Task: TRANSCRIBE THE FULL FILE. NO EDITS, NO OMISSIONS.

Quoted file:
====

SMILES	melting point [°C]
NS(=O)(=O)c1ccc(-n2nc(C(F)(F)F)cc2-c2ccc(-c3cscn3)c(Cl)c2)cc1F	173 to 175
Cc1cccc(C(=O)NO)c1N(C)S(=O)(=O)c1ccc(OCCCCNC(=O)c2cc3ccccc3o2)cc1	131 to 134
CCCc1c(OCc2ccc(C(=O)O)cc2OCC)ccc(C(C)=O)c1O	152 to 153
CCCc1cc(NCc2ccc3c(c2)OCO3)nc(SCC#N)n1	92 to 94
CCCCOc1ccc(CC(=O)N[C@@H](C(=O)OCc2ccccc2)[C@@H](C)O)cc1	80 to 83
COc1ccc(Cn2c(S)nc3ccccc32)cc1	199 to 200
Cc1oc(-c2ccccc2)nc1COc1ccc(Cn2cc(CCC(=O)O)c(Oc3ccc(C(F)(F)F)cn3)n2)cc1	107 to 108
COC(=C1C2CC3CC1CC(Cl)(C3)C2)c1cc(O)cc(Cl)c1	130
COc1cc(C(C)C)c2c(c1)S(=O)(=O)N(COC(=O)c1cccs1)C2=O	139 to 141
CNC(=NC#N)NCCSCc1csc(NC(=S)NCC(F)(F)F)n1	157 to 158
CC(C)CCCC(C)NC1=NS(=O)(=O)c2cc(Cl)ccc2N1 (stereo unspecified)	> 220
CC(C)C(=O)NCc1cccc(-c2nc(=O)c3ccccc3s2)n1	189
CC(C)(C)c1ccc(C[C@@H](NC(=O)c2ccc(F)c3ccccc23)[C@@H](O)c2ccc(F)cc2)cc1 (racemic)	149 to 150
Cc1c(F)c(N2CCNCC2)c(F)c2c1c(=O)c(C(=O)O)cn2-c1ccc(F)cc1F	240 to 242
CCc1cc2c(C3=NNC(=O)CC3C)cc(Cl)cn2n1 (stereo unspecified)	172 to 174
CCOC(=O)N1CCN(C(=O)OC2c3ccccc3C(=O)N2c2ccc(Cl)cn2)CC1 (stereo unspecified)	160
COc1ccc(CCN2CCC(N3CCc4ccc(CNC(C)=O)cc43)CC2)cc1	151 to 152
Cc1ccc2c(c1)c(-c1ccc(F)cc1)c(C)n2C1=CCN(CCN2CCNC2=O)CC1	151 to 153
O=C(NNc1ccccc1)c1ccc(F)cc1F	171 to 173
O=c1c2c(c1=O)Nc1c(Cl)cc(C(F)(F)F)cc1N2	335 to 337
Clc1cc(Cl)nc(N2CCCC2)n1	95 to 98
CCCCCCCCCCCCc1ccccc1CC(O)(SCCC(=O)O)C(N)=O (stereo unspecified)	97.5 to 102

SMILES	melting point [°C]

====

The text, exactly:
SMILES	melting point [°C]
NS(=O)(=O)c1ccc(-n2nc(C(F)(F)F)cc2-c2ccc(-c3cscn3)c(Cl)c2)cc1F	173 to 175
Cc1cccc(C(=O)NO)c1N(C)S(=O)(=O)c1ccc(OCCCCNC(=O)c2cc3ccccc3o2)cc1	131 to 134
CCCc1c(OCc2ccc(C(=O)O)cc2OCC)ccc(C(C)=O)c1O	152 to 153
CCCc1cc(NCc2ccc3c(c2)OCO3)nc(SCC#N)n1	92 to 94
CCCCOc1ccc(CC(=O)N[C@@H](C(=O)OCc2ccccc2)[C@@H](C)O)cc1	80 to 83
COc1ccc(Cn2c(S)nc3ccccc32)cc1	199 to 200
Cc1oc(-c2ccccc2)nc1COc1ccc(Cn2cc(CCC(=O)O)c(Oc3ccc(C(F)(F)F)cn3)n2)cc1	107 to 108
COC(=C1C2CC3CC1CC(Cl)(C3)C2)c1cc(O)cc(Cl)c1	130
COc1cc(C(C)C)c2c(c1)S(=O)(=O)N(COC(=O)c1cccs1)C2=O	139 to 141
CNC(=NC#N)NCCSCc1csc(NC(=S)NCC(F)(F)F)n1	157 to 158
CC(C)CCCC(C)NC1=NS(=O)(=O)c2cc(Cl)ccc2N1 (stereo unspecified)	> 220
CC(C)C(=O)NCc1cccc(-c2nc(=O)c3ccccc3s2)n1	189
CC(C)(C)c1ccc(C[C@@H](NC(=O)c2ccc(F)c3ccccc23)[C@@H](O)c2ccc(F)cc2)cc1 (racemic)	149 to 150
Cc1c(F)c(N2CCNCC2)c(F)c2c1c(=O)c(C(=O)O)cn2-c1ccc(F)cc1F	240 to 242
CCc1cc2c(C3=NNC(=O)CC3C)cc(Cl)cn2n1 (stereo unspecified)	172 to 174
CCOC(=O)N1CCN(C(=O)OC2c3ccccc3C(=O)N2c2ccc(Cl)cn2)CC1 (stereo unspecified)	160
COc1ccc(CCN2CCC(N3CCc4ccc(CNC(C)=O)cc43)CC2)cc1	151 to 152
Cc1ccc2c(c1)c(-c1ccc(F)cc1)c(C)n2C1=CCN(CCN2CCNC2=O)CC1	151 to 153
O=C(NNc1ccccc1)c1ccc(F)cc1F	171 to 173
O=c1c2c(c1=O)Nc1c(Cl)cc(C(F)(F)F)cc1N2	335 to 337
Clc1cc(Cl)nc(N2CCCC2)n1	95 to 98
CCCCCCCCCCCCc1ccccc1CC(O)(SCCC(=O)O)C(N)=O (stereo unspecified)	97.5 to 102

SMILES	melting point [°C]